backtop


Print 83 comment(s) - last by Cheesew1z69.. on Jan 4 at 2:02 PM

Dealerships don't want to spend more on tools needed to service the Volts since sales for most are down

Select Chevrolet dealerships around the U.S. are ditching the Volt after General Motors (GM) hiked up the price of tools to service the vehicle.

Last year, dealerships spent $1,800 to $2,800 on tools that are required to service each Volt plug-in hybrid. However, GM has raised the price of these tools to $5,100. The reason? A battery-repowering tool that removes and ships sections of the Volt's huge 435-pound battery for repair instead of shipping the whole thing costs dealerships about $4,735. This makes up the bulk of the tool costs while a few others are needed as well.

Due to this price hike, some dealerships have decided to stop selling the Volt altogether. Some say their overall Volt sales just don't justify the additional cost.

Allyn Barnard, owner of Jim Barnard Chevrolet in Churchville, New York, is among those who feel that way. He has only sold five Volts since the vehicle's launch in late 2010/early 2011, and doesn't see the point in paying over $5,000 for the tools needed to service them.

"Going forward, the profitability would be really hard for us to justify the expense of the repair tools," said Barnard.

The Volt may have had a bumpy start with a few production shutdowns and issues with lithium ion battery fires during National Highway Traffic Safety Administration (NHTSA) testing, but sales of the Volt have been very impressive over the last year. During the first seven months of 2012, GM sold 10,666 Volt extended range electric vehicles for an increase of 270% compared to the first seven months of 2011.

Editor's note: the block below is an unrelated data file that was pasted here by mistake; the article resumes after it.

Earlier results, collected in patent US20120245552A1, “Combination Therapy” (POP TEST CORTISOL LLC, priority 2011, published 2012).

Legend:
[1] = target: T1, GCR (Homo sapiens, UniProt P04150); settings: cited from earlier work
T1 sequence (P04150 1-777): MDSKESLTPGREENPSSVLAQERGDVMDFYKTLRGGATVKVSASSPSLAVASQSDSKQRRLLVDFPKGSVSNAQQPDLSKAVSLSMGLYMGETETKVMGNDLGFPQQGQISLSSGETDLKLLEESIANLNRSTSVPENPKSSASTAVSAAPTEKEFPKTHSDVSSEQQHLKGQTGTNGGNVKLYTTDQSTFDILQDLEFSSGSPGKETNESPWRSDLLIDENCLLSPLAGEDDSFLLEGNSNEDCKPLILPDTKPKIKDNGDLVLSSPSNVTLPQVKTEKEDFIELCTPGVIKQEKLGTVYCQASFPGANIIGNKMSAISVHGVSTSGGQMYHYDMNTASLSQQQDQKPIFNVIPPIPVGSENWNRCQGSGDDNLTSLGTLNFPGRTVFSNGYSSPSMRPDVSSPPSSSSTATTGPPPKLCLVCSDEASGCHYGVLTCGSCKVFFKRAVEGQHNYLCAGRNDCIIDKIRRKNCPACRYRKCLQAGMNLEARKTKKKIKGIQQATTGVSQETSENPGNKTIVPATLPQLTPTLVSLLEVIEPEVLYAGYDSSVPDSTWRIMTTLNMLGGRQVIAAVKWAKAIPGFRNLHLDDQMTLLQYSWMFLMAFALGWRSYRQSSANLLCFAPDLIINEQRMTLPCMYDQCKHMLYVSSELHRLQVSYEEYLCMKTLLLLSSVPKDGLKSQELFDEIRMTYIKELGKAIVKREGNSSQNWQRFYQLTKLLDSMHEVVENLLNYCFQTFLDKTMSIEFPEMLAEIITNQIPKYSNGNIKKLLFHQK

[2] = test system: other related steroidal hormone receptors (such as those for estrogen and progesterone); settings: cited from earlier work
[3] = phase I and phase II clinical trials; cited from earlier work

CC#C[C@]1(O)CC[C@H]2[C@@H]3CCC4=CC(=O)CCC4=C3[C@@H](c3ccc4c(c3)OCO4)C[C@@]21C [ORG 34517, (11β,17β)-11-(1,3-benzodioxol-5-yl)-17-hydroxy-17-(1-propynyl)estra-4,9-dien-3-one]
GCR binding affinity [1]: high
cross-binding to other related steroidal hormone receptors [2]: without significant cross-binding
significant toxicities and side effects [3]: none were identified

However, Chevrolet then had a low November sales month due to low inventory. Chevrolet sold 1,519 Volts in November 2012, which represented a 33 percent increase over November 2011. But the number of cars sold in November was roughly half the number sold in October and September when the company sold 2,961 and 2,851 Volts respectively.

Chevrolet said this is a good thing, though, because it means demand is higher than expected

As of December 2012, General Motors had sold 20,828 Volts for the year. 

Despite these excellent numbers (Nissan was hoping to sell 20,000 Leafs in 2012, but fell way short), about 70 percent of Volt sales are generated by the 300 top-selling dealerships. There are about 2,614 dealerships certified to sell the Volt.

Source: Automotive News



Comments     Threshold


This article is over a month old, voting and posting comments is disabled

RE: Volt shmolt
By RDO CA on 1/2/2013 10:28:46 PM , Rating: 2
Lets see here--I think I will buy an electric car but don't give any thought to having a outlet to plug it in. Maybe he thought the electricity would just come out of the air. I have a Volt with about 11,000 miles and 10,000 of them are battery miles and 1,000 from the gas generator. On gas the Volt gets about 40 mpg. I always plug in to 110v and it will charge during the night. About 78% of the people drive 40 miles per day or less so for a lot of us it works well and if your not one then buy something else.
Great car that handles nice as the batttery is low and it has good torque (273ft lbs.) at 0 rpm.
It has a gas engine so you can use it as a first car and drive across the country or 40 miles a day as I do.
I agree that GM somestimes pulls dumb moves but this is not one of them.


RE: Volt shmolt
By Dr of crap on 1/3/2013 8:52:21 AM , Rating: 2
You'd better put something in that tank to stabilize that gas that doesn't get used.

That is the next thing that Volt owners will find - E10 gas sitting in the tank not being used will cause problems.

Now try E15 - even worse.


“Then they pop up and say ‘Hello, surprise! Give us your money or we will shut you down!' Screw them. Seriously, screw them. You can quote me on that.” -- Newegg Chief Legal Officer Lee Cheng referencing patent trolls














botimage
Copyright 2014 DailyTech LLC. - RSS Feed | Advertise | About Us | Ethics | FAQ | Terms, Conditions & Privacy Information | Kristopher Kubicki